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Earnings Losses of Displaced Workers: Evidence from a Matched Employer-Employee Data Set

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  • Anabela Carneiro
  • Pedro Portugal

Abstract

This paper examines the long-term earnings losses of displaced workers in Portugal, using a nationally representative longitudinal linked employer-employee data set. The results show that four years after displacement the earnings of displaced workers remain around 9% (women) to 12% (men) below their counterfactual expected levels. The post-displacement earnings losses are mainly associated with the loss of tenure within the firm and, to a lesser extent, to the loss of sector-specific features. Furthermore, workers who experienced a spell of nonemployment are the most affected by job displacement. Finally, this study points to the importance of controlling for employers' characteristics in this type of wages-dynamic analysis, since there are systematic differences in earnings between displaced and non-displaced workers that stem from differences in firm characteristics. Ignoring them may confound the evaluation of the earnings losses.

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Bibliographic Info

Paper provided by Banco de Portugal, Economics and Research Department in its series Working Papers with number w200614.

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Date of creation: 2006
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Handle: RePEc:ptu:wpaper:w200614

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References

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  1. Addison, John T & Portugal, Pedro, 1989. "Job Displacement, Relative Wage Changes, and Duration of Unemployment," Journal of Labor Economics, University of Chicago Press, vol. 7(3), pages 281-302, July.
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Citations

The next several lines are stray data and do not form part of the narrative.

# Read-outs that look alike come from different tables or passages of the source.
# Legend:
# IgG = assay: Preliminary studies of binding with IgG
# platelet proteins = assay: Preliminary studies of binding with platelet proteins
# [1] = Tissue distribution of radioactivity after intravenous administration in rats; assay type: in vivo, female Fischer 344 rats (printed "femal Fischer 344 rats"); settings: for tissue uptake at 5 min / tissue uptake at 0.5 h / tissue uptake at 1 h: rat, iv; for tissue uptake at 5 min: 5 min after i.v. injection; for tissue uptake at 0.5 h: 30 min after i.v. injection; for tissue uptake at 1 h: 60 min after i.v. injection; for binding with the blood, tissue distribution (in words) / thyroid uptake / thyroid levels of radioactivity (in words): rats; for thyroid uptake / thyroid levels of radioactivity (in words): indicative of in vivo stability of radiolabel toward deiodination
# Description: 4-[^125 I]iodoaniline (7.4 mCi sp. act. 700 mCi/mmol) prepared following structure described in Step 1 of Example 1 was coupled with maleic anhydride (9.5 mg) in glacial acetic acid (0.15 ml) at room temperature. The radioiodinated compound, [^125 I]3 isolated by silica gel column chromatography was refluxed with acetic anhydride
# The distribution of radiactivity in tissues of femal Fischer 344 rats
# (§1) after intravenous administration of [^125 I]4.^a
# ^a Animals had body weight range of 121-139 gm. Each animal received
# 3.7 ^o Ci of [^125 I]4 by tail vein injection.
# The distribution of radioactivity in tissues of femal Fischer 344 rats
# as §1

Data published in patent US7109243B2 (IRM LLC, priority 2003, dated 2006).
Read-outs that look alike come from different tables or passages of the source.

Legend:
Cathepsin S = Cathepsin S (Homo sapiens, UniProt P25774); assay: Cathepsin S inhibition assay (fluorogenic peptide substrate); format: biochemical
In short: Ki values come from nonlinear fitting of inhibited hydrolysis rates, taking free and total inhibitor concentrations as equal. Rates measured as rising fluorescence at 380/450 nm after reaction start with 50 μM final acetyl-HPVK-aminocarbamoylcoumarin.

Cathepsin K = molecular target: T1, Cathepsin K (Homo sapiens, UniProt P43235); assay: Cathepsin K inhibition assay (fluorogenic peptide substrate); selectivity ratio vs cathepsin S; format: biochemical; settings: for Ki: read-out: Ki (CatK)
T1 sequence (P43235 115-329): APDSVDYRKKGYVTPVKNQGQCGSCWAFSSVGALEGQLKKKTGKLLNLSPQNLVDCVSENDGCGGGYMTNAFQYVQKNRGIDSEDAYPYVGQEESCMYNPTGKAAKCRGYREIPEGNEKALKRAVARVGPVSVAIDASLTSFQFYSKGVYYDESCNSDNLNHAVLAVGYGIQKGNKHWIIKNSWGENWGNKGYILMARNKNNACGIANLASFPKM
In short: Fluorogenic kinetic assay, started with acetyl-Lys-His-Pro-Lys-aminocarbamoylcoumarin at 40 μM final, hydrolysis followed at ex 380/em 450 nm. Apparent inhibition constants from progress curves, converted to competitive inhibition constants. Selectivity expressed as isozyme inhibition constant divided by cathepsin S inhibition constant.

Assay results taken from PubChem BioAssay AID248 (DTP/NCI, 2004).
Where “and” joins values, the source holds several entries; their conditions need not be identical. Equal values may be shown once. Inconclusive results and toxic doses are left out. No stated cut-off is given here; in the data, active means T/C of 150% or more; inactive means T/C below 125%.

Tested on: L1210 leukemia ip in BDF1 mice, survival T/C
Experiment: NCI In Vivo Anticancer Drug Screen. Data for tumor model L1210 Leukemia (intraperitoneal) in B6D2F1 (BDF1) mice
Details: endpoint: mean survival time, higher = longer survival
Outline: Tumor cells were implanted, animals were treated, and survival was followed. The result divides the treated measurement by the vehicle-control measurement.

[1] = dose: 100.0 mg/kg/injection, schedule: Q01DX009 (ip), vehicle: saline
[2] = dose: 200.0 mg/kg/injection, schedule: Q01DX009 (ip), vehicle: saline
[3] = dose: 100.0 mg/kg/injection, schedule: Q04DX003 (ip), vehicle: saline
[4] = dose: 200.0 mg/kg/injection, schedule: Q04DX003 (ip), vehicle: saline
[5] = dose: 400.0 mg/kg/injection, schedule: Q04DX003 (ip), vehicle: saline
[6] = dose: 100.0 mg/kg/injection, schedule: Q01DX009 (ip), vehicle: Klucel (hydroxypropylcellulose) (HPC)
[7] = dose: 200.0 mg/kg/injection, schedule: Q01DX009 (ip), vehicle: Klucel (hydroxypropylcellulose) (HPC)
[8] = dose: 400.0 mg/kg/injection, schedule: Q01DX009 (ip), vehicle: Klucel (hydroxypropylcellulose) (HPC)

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Cited by:
  1. Black, Sandra E. & Devereux, Paul J. & Salvanes, Kjell G., 2012. "Losing Heart? The Effect of Job Displacement on Health," IZA Discussion Papers 7117, Institute for the Study of Labor (IZA).
  2. Jukka Appelqvist, 2007. "Wage and Earnings Losses of Displaced Workers in Finland," Discussion Papers 422, Government Institute for Economic Research Finland (VATT).
  3. Mion, Giordano & Opromolla, Luca David, 2011. "Managers' Mobility, Trade Status, and Wages," CEPR Discussion Papers 8230, C.E.P.R. Discussion Papers.
  4. Verónica Amarante & Rodrigo Arim & Andrés Dean, 2012. "The effects of being out of the labor market on subsequent wages: evidence for Uruguay," Documentos de Trabajo (working papers) 12-10, Instituto de Economía - IECON.
  5. Bruce Fallick & John Haltiwanger & Erika McEntarfer, 2012. "Job-to-job flows and the consequences of job separations," Finance and Economics Discussion Series 2012-73, Board of Governors of the Federal Reserve System (U.S.).
  6. Garcia Perez, Jose Ignacio & Rebollo Sanz, Yolanda, 2005. "Wage changes through job mobility in Europe: A multinomial endogenous switching approach," Labour Economics, Elsevier, vol. 12(4), pages 531-555, August.
  7. Ossi Korkeamäki & Tomi Kyyrä, 2008. "A Distributional Analysis of Displacement Costs in an Economic Depression and Recovery," Discussion Papers 465, Government Institute for Economic Research Finland (VATT).
  8. Zwick, Thomas, 2008. "Earnings Losses After Non-employment Increase With Age," ZEW Discussion Papers 08-041, ZEW - Zentrum für Europäische Wirtschaftsforschung / Center for European Economic Research.
  9. Yolanda K. Kodrzycki, 2007. "Using unexpected recalls to examine the long-term earnings effects of job displacement," Working Papers 07-2, Federal Reserve Bank of Boston.
  10. Pedro Portugal, 2006. "Wage Setting in the Portuguese Labor Market: A Microeconomic Approach," Economic Bulletin and Financial Stability Report Articles, Banco de Portugal, Economics and Research Department.

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